Added: Dontrell Gard - Date: 12.03.2022 15:42 - Views: 29218 - Clicks: 8997
Jamestown, Tennessee, is one of the poorest towns with a majority - white population in the US. The area overwhelmingly voted for Donald Trump and locals believe new jobs will now come - but will that be enough to turn around decades of economic distress? Nine years after his plumbing company collapsed at the height of the credit crunch, Clint Barta is feeling confident enough to start again. The plumber had to lay off 75 employees back in and commuted daily for an out-of-town job to keep his family afloat.
Barta lives in Jamestown, a tiny town of 1, people nestled in the fertile hills of north Tennessee. An area "with churches and just one pub", as some locals describe it. It's a two-hour drive from here to the nearest city, and the busy streets and shining high-rises of the state capital Nashville feel like a world away. In Jamestown, the streets that make up the town centre are deserted.
A short walk takes you past row upon row of empty shops with bare shelves, broken blinds, and months' worth of post piling up under the doors. There are dusty shop fronts, a florist with plastic funeral wreaths in the window, a thrift store, a few sun-bleached 'For Sale' s. Between and official statistics show Jamestown had the sixth lowest median household income of any town in the US. And by over half of its population was living below the poverty line. But since Donald Trump won the election in November , there's a new sense of optimism in the air.
Many echo his optimism. Voters in Jamestown and the surrounding Fentress County came out overwhelmingly in favour of the Republican candidate, who won Fifty years ago it was a thriving hub with hundreds employed in local mines and three garment factories.
But then the mines closed and the factories left. Plans to turn Jamestown into a hub for the service industry failed to materialise, and neither did a new interstate highway that would increase commercial traffic. The local industrial park today stands half empty. A giant Walmart did finally provide some new jobs, but also forced many "mom-and-pop" stores out of business. But despite all this, the latest state-level statistics are starting to show some good news - and giving people hope.
And in May the state saw its largest month-to-month unemployment drop in more than 30 years, figures from the Bureau of Labour Statistics show. For people here, it's confirmation that their new president is delivering on his campaign promise to generate 25 million jobs and become, in his own words, "the greatest jobs producer that God ever created". In fact, the trend actually started before the change of administration, thanks to relatively low tax rates and the low cost of living in the state. But J. Michael Cross, the county executive of Fentress County, is definitely feeling optimistic.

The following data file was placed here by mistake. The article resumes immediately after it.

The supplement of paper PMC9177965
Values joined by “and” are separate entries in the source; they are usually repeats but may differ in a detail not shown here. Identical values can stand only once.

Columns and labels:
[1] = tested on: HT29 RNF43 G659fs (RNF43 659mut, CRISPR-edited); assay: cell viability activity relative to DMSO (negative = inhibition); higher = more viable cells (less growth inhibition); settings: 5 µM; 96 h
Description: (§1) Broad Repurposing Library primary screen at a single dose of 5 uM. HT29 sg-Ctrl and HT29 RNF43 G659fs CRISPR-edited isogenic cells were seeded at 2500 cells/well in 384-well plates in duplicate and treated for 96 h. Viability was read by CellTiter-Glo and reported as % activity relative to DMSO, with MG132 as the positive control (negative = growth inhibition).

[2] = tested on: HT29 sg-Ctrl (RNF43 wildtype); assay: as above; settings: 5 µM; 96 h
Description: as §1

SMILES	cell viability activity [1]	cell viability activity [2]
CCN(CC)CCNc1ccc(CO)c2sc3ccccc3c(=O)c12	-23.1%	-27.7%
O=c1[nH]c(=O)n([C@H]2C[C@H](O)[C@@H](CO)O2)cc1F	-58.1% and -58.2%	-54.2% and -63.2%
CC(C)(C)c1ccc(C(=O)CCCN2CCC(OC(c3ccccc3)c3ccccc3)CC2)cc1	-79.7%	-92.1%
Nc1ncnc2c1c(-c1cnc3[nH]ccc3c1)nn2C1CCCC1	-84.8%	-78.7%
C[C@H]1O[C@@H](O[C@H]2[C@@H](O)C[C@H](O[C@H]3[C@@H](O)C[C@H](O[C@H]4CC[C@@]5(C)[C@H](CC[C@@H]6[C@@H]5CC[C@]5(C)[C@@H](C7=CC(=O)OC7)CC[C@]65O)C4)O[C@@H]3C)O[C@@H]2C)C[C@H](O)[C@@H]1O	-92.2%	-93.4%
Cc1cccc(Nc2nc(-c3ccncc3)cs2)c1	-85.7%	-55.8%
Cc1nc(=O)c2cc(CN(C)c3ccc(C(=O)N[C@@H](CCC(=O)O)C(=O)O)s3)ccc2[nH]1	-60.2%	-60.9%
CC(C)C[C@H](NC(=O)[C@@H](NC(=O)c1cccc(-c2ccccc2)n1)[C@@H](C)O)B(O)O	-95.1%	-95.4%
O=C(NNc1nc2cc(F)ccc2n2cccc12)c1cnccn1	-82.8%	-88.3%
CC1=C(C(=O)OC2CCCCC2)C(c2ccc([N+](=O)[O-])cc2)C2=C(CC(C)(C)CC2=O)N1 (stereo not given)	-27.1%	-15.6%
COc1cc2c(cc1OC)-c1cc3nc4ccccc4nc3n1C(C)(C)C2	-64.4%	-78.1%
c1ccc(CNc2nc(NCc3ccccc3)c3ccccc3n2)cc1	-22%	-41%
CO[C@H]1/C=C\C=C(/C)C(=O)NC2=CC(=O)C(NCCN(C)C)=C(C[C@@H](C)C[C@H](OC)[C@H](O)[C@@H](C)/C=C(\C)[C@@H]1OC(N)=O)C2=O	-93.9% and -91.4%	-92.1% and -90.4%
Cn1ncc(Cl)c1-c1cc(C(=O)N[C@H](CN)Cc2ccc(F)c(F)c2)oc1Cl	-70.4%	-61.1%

Although that figure is hard to verify, Tennessee's multi-million pound construction blitz has been well documented. And Mayor Cross - whose patch includes Jamestown - is a firm believer in "trickle-down economics". Hover over the curve to see figures for each month. At the Jamestown food bank, those waiting to receive their free box of provisions know little about state statistics. As they file through this blue, galvanised steel shed they probably have other s on their minds - working out how to make each precious food parcel last.
Demand is so high that families are only allowed to come here once every six weeks. Like most of the 15 volunteers here, she is from one of Jamestown's many local churches. The volunteers walk between pallets and crammed shelves, filling boxes with basic supplies - packets of rice, tinned fruit and vegetables, biscuits and flour. The Methodist church donates washing powder and sometimes there is also soap and toiletries to hand out. The food bank helps out families every week. A rough estimate says that one in every six homes in Fentress, a county of 17, inhabitants, depends in some way on food banks to feed themselves.
But work is non-existent, whenever a position comes up there are 20 people in line waiting to take it". Jones' story is typical. He worked all his life in the construction industry, driving from state to state, picking up short-term contract work.
It was a hard, hand to mouth existence, living out of a suitcase. When his wife and children left him, he decided he couldn't do it anymore. He couldn't afford to keep his car, and in a town where public transport is almost non-existent he has to rely on friends to give him lifts. Kenny says he can make the food bank provisions last 20 days if he eats once a day. But that still leaves another 22 days before he can come back for another box.
He's heard there might be a factory opening up soon and he's hoping to find out what work might be on offer. But he's not holding out much hope. I don't think it exists any more," says the local librarian. It's scorching in the midday sun and the library is the only open door in Jamestown's complex of municipal buildings, organised around a car park. She's wrong. But the office is so small and tucked away that it would be easy to miss.